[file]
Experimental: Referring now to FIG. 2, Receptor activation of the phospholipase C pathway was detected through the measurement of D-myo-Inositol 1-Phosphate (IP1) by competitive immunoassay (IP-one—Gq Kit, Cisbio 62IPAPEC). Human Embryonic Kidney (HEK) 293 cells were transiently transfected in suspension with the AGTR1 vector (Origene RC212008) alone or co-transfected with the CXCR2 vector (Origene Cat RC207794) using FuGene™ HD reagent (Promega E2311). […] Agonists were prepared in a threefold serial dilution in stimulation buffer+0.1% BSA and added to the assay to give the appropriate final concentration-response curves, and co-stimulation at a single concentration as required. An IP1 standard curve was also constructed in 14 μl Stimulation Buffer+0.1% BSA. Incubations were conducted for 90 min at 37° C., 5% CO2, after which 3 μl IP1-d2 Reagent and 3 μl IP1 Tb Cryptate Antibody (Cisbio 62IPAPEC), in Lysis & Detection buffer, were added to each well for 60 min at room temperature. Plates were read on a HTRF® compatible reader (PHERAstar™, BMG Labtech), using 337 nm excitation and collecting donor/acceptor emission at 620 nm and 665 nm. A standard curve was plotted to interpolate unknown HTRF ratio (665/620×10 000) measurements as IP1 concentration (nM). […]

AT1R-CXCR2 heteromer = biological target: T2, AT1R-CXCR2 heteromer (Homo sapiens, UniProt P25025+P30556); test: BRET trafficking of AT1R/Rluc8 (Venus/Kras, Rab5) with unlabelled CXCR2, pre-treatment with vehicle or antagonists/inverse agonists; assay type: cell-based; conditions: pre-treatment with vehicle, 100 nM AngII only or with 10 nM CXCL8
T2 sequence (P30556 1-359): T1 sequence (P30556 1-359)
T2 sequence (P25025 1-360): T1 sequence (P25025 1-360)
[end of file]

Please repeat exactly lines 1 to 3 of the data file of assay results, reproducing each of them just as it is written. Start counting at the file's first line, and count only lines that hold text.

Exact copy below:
Experimental: Referring now to FIG. 2, Receptor activation of the phospholipase C pathway was detected through the measurement of D-myo-Inositol 1-Phosphate (IP1) by competitive immunoassay (IP-one—Gq Kit, Cisbio 62IPAPEC). Human Embryonic Kidney (HEK) 293 cells were transiently transfected in suspension with the AGTR1 vector (Origene RC212008) alone or co-transfected with the CXCR2 vector (Origene Cat RC207794) using FuGene™ HD reagent (Promega E2311). […] Agonists were prepared in a threefold serial dilution in stimulation buffer+0.1% BSA and added to the assay to give the appropriate final concentration-response curves, and co-stimulation at a single concentration as required. An IP1 standard curve was also constructed in 14 μl Stimulation Buffer+0.1% BSA. Incubations were conducted for 90 min at 37° C., 5% CO2, after which 3 μl IP1-d2 Reagent and 3 μl IP1 Tb Cryptate Antibody (Cisbio 62IPAPEC), in Lysis & Detection buffer, were added to each well for 60 min at room temperature. Plates were read on a HTRF® compatible reader (PHERAstar™, BMG Labtech), using 337 nm excitation and collecting donor/acceptor emission at 620 nm and 665 nm. A standard curve was plotted to interpolate unknown HTRF ratio (665/620×10 000) measurements as IP1 concentration (nM). […]

AT1R-CXCR2 heteromer = biological target: T2, AT1R-CXCR2 heteromer (Homo sapiens, UniProt P25025+P30556); test: BRET trafficking of AT1R/Rluc8 (Venus/Kras, Rab5) with unlabelled CXCR2, pre-treatment with vehicle or antagonists/inverse agonists; assay type: cell-based; conditions: pre-treatment with vehicle, 100 nM AngII only or with 10 nM CXCL8
T2 sequence (P30556 1-359): T1 sequence (P30556 1-359)